Flow Charts on Gliffy

“Whether you’re creating flow charts, floor plans, or pretty much anything you’d consider a diagram, Gliffy actually looks like it can handle it.”
“This is really cool if you’re looking to share flowcharts"


Library & Medical Blog Search Tools

LibWorm: An RSS based search tool searching library blogs and feeds & MedWorm for health and medical feeds. Thanks to ResourceShelf for noting this.

LibWorm is an RSS search engine specifically for library sites. They have over 1000 RSS feeds that they index. It is a really handy way to quickly look for a subject and find out if the biblioblogosphere has been discussing it. You can also browse by categories or specific subjects, handily each category and subject has its own feed. This means that you can subscribe to a subject like library 2.0 and have all those posts delivered directly to you!


More about RSS Feeds

Found two good entries about RSS in Marshall's Web Tool Blog; they are My intro to RSS and Teaching RSS: A Discussion. RSS is a difficult concept to explain but Marshall has some great suggestions. He also advises how to organise your feeds into folders and spend less time reading the less important feeds.


LRSN Forum presentation

"Blogs, Wickis and Other Stuff"

Getting started with RSS http://frl.bluehighways.com/frlarchives/000123.html


Library Stuff http://www.librarystuff.net

LISNews http://www.lisnews.com

Resourceshelf http://www.resourceshelf.com

The Shifted Librarian http://www.theshiftedlibrarian.com

Librarian.net http://www.librarian.net

Swan TAFE http://www.blogger.com/posts.g?blogID=30672805

http://www.icvet.tafensw.edu.au/resources/blogs.htm Updated by Steven Parker, TAFE NSW Illawarra Institute

How to Start a Blog

Blog Software Breakdown --


Why and How to Use Blogs to Promote Your Library’s Services --


Overview of the Weblog Tools Market -- http://tinyurl.com/67bpn

Weblogs: Do They Belong in Libraries? --


Time to Check: Are You Using the Right Blogging Tool? --


Blogs for Libraries --


Dr. L. Anne Clyde’s Internet Courses: Weblogs --


Blog Glossary -- http://www.samizdata.net/blog/glossary.html

BlogBib -- http://blog-bib.blogspot.com/

Blog search

Searching weblog content.

Feedster http://www.feedster.com
Blogdigger http://www.blogdigger.com
Blogstreet – http://www.blogsteet.com
Waypath http://www.waypath.com
Daypop http://www.daypop.com

Web 2.0 websites http://2.0websites.com/

Meebo Instant Messenger http://www18.meebo.com/index-en.html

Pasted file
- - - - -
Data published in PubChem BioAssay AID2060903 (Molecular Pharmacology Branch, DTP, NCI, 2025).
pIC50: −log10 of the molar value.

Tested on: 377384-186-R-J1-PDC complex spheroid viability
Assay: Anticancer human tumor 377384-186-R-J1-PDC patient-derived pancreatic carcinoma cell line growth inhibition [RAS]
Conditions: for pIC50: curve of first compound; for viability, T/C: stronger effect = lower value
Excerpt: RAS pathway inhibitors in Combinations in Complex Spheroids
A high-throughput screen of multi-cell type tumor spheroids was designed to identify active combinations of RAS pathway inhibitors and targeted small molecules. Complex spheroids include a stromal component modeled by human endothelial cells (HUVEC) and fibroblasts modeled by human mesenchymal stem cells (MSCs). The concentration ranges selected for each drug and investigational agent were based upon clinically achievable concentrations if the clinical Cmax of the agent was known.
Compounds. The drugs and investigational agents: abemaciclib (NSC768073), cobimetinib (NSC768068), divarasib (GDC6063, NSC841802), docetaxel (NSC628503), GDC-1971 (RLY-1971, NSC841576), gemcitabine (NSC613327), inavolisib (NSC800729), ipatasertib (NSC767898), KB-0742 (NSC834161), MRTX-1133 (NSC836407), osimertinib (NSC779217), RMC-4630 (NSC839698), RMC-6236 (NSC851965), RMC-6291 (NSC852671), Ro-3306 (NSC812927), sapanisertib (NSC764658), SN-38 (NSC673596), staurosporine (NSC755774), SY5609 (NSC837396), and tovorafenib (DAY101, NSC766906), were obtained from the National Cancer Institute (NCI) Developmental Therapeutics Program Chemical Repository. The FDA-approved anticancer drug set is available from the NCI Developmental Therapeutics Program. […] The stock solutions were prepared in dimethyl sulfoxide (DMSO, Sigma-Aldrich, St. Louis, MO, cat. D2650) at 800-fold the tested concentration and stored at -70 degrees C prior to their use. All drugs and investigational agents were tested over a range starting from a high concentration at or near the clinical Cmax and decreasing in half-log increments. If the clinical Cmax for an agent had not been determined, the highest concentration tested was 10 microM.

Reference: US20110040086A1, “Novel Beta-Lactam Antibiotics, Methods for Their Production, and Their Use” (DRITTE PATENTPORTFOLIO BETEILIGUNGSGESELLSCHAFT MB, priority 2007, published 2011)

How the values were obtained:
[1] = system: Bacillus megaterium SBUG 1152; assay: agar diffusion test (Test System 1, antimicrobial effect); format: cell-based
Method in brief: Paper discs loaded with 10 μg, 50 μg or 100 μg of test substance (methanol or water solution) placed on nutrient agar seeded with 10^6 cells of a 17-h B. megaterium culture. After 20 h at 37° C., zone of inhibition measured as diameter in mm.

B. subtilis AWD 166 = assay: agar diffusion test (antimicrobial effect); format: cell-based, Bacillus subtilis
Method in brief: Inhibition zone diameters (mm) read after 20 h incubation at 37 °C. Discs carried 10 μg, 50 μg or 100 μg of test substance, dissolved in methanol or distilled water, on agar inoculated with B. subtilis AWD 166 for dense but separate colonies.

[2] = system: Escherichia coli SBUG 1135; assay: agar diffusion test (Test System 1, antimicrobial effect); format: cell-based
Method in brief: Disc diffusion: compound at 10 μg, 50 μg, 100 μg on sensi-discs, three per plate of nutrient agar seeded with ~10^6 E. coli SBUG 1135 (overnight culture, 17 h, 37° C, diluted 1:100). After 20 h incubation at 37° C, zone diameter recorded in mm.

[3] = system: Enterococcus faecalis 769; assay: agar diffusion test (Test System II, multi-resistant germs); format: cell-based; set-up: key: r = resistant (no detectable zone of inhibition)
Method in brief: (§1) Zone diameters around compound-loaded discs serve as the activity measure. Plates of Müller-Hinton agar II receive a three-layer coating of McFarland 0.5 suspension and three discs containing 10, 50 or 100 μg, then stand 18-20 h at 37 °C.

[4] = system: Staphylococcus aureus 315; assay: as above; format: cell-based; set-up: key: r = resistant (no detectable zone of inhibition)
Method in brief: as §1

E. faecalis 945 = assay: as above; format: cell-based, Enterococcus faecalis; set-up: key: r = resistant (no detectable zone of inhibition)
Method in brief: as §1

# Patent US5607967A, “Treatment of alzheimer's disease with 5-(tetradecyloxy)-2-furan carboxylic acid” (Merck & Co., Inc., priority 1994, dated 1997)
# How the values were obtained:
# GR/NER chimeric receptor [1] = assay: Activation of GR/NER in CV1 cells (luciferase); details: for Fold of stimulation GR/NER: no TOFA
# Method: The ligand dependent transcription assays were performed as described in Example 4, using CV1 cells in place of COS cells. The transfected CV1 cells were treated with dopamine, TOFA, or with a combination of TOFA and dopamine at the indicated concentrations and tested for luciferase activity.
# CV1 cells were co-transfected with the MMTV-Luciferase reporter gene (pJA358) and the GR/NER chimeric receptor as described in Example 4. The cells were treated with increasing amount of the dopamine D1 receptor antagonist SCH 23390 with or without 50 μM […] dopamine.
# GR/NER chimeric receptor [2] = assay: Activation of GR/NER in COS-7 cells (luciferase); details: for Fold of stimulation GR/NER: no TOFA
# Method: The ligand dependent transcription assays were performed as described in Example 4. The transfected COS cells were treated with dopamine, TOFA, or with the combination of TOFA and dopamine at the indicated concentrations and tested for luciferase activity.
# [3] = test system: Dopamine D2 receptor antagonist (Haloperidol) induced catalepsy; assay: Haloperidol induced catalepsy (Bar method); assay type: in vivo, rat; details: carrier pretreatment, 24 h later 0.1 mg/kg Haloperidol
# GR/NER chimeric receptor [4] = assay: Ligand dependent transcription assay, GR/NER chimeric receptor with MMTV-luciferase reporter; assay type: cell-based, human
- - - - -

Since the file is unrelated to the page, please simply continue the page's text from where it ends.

Library Success: A Best Practices Wiki http://www.libsuccess.org/index.php?title=Main_Page

The Shifted Librarian Wiki http://theshiftedlibrarian.pbwiki.com/

WikiMatrix allows you to put wikis against each other and get side by side comparisons. Plus, there are forums and articles that will help in the decision making process as well as assistance throughout the early stages of your "wiki-ing".

Social Networking

Flickr http://www.flickr.com/
Deli.cio.us http://del.icio.us/
Wink http://wink.com/
LibraryThing http://www.librarything.com/
Stumbleupon http://www.stumbleupon.com/

From The Shifted Librarian blog

Flickr Explained for Librarians

By Jenny

If you're doing a Learning 2.0 initiative, implementing an emerging technologies committee, or just trying to help your colleagues keep up, check out this article by Connie Crosby about Flickr, which includes this excerpt from an interview with Michael Porter.

Flickr is the Web Photo Tool Preferred by Superheroes and Librarians

"The ability to easily comment on and discuss images, put them in subject specific groups and have discussion threads within those groups makes Flickr much, much more than simply photo sharing. It actually helps deliver some of that 'promise of the Internet' we’ve always wanted more of. Understanding Flickr and all of its features (like groups, mapping, commenting, setting friends, tagging, etc) is also one of the very best ways to get a grasp on all of the “2.0” business that seems to be all the rage in library (and other) circles now. There is a reason you hear that '2.0' term all the time at conferences and in professional publications and 'getting' Flickr can be an amazingly fun, practical, engaging and psychologically rewarding 'Library 2.0' learning experience."[LLRX.com]


Information Literacy

Like most librarians I am preoccupied with the information literacy skills (or lack of them) of our clients. We conduct classes and have online tutorials but I'm always looking for something new. Here's an idea from the University of North Carolina Greensboro Libraries - The Information Literacy Game. I have tried it briefly and think it would be a fun addition to our training.


New Tags

Over the past few weeks I've tagged several interesting sites on Deli.cio.us but have been very remiss in not blogging about them.

I have StumbleUpon installed on my PC at home (it is too time-wasting to play with it at work) and one of the preferences I've ticked is iPod.

The Seven Phases of Owning an iPod - An Illustrated Journey is amusing and oh so true.
Are you frustrated with having a lot of tunes on your iPod but not being able to transfer them to your computer or share them with others? Try How to get songs off your iPod w/ iTunes or SharePod

More on music; if you use Pandora but sometimes find that you inadvertently close your browser and lost your current selections then you may want to try CFDan.com - Wrapper Application For Pandora Running In Task Tray.